Differential macromolecule clearances were used to elucidate the mechanism of proteinuria in patients with diabetic glomerulopathy. Uncharged dextrans of graded size, combined with albumin and IgG separated into narrow fractions of varying charge by preparative electrofocusing, were used to probe the filtration barrier. Analysis of the fractional clearance profile of dextrans in the 30- to 60-Å interval revealed a small fraction of filtrate volume (0.0023–0.0097) permeating large nonrestrictive glomerular pores and correlating strongly with the fractional clearances of albumin (r = .88, P < .001) or IgG (r = .91, P < .001). The fractional clearance of the most anionic species of albumin [isoelectric point (pl) 4.0–4.5] significantly exceeded that of less anionic species (pl 4.5–5.5) at all levels of proteinuria. A corresponding increase in fractional clearance of anionic (pl 4.5–5.0) over neutral (pl 7.0–7.5) IgG species was observed in patients with sub-nephrotic-range proteinuria. We conclude that a loss of barrier size selectivity underlies proteinuria in diabetic glomerulopathy. In addition, either facilitated filtration of polyanions or preferential tubular reabsorption of polycations can be invoked to explain the final composition of urinary protein. Similar loss of size selectivity combined with enhanced fractional clearance of anionic IgG in a group of nondiabetic patients with nephrotic syndrome indicates that the foregoing abnormality of renal protein handling is not unique to diabetic glomerulopathy.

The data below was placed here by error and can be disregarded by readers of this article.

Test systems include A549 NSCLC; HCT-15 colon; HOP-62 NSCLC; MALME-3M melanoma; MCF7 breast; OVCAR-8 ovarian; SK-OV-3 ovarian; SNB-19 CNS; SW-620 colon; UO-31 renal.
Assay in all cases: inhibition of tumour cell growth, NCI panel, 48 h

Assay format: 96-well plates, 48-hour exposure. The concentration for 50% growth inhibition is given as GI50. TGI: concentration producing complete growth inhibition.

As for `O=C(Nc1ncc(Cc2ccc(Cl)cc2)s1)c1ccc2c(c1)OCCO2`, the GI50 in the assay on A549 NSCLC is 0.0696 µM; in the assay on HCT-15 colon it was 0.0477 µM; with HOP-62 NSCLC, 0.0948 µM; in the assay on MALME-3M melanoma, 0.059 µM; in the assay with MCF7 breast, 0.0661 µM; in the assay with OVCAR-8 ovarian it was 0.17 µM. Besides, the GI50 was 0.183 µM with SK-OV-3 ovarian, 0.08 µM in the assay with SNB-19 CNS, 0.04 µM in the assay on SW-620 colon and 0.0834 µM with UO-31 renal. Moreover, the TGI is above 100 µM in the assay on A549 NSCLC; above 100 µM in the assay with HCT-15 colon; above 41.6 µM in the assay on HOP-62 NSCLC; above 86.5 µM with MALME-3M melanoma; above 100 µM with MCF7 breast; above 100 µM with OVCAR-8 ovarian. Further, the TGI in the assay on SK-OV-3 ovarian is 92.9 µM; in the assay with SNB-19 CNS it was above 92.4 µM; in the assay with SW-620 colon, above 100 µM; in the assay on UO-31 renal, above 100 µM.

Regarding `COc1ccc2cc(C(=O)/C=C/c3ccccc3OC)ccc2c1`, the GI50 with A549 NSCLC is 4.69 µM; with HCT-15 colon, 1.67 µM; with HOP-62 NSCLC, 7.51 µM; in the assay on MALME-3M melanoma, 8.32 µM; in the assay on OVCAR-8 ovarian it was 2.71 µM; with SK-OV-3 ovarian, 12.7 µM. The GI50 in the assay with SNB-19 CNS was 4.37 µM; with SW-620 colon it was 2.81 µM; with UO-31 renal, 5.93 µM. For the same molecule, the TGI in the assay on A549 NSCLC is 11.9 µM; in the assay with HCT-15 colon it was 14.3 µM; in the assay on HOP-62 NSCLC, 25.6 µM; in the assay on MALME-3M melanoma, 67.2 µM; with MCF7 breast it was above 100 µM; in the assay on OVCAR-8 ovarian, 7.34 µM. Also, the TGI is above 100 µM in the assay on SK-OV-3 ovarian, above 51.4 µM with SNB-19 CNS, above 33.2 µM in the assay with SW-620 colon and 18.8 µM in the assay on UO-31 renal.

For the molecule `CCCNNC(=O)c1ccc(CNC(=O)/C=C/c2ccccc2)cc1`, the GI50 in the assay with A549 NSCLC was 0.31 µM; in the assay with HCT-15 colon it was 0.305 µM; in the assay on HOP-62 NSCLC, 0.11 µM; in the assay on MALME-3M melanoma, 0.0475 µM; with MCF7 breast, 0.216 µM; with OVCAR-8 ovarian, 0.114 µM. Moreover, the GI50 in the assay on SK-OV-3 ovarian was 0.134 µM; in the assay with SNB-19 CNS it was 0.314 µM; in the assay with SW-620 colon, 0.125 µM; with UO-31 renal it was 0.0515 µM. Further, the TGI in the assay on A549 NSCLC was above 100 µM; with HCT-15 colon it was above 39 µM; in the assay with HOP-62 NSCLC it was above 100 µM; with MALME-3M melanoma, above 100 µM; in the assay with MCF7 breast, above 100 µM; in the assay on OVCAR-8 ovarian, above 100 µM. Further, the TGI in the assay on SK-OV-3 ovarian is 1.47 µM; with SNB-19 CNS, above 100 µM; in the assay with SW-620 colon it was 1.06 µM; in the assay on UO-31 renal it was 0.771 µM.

This content is only available via PDF.